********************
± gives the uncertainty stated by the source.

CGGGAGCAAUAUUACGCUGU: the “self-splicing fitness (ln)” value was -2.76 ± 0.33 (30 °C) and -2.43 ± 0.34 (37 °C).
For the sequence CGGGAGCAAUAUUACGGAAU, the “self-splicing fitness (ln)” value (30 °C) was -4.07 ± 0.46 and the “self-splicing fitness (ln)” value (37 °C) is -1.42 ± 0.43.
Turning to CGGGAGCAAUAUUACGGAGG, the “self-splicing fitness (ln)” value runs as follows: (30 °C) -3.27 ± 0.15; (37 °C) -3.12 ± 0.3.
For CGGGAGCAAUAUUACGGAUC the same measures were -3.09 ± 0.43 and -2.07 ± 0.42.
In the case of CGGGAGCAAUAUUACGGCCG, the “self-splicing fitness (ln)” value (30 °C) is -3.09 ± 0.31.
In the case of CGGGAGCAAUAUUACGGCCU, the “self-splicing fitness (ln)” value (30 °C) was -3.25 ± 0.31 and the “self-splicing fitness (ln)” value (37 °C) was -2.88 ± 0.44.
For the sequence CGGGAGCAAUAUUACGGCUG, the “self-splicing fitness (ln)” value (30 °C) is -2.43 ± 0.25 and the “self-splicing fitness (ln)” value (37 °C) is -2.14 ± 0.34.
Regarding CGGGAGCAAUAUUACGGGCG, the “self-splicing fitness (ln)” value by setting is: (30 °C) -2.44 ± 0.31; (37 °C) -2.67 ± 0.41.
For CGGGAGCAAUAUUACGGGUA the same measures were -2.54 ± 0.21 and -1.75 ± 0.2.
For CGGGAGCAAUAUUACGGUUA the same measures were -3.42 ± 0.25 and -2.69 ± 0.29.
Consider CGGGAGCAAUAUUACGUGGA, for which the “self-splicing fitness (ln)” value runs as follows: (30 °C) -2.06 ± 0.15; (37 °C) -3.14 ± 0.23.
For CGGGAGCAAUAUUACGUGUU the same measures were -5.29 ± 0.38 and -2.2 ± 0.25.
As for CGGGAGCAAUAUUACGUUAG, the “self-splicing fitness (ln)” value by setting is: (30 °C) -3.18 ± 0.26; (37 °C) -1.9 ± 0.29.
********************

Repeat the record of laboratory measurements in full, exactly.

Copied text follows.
± gives the uncertainty stated by the source.

CGGGAGCAAUAUUACGCUGU: the “self-splicing fitness (ln)” value was -2.76 ± 0.33 (30 °C) and -2.43 ± 0.34 (37 °C).
For the sequence CGGGAGCAAUAUUACGGAAU, the “self-splicing fitness (ln)” value (30 °C) was -4.07 ± 0.46 and the “self-splicing fitness (ln)” value (37 °C) is -1.42 ± 0.43.
Turning to CGGGAGCAAUAUUACGGAGG, the “self-splicing fitness (ln)” value runs as follows: (30 °C) -3.27 ± 0.15; (37 °C) -3.12 ± 0.3.
For CGGGAGCAAUAUUACGGAUC the same measures were -3.09 ± 0.43 and -2.07 ± 0.42.
In the case of CGGGAGCAAUAUUACGGCCG, the “self-splicing fitness (ln)” value (30 °C) is -3.09 ± 0.31.
In the case of CGGGAGCAAUAUUACGGCCU, the “self-splicing fitness (ln)” value (30 °C) was -3.25 ± 0.31 and the “self-splicing fitness (ln)” value (37 °C) was -2.88 ± 0.44.
For the sequence CGGGAGCAAUAUUACGGCUG, the “self-splicing fitness (ln)” value (30 °C) is -2.43 ± 0.25 and the “self-splicing fitness (ln)” value (37 °C) is -2.14 ± 0.34.
Regarding CGGGAGCAAUAUUACGGGCG, the “self-splicing fitness (ln)” value by setting is: (30 °C) -2.44 ± 0.31; (37 °C) -2.67 ± 0.41.
For CGGGAGCAAUAUUACGGGUA the same measures were -2.54 ± 0.21 and -1.75 ± 0.2.
For CGGGAGCAAUAUUACGGUUA the same measures were -3.42 ± 0.25 and -2.69 ± 0.29.
Consider CGGGAGCAAUAUUACGUGGA, for which the “self-splicing fitness (ln)” value runs as follows: (30 °C) -2.06 ± 0.15; (37 °C) -3.14 ± 0.23.
For CGGGAGCAAUAUUACGUGUU the same measures were -5.29 ± 0.38 and -2.2 ± 0.25.
As for CGGGAGCAAUAUUACGUUAG, the “self-splicing fitness (ln)” value by setting is: (30 °C) -3.18 ± 0.26; (37 °C) -1.9 ± 0.29.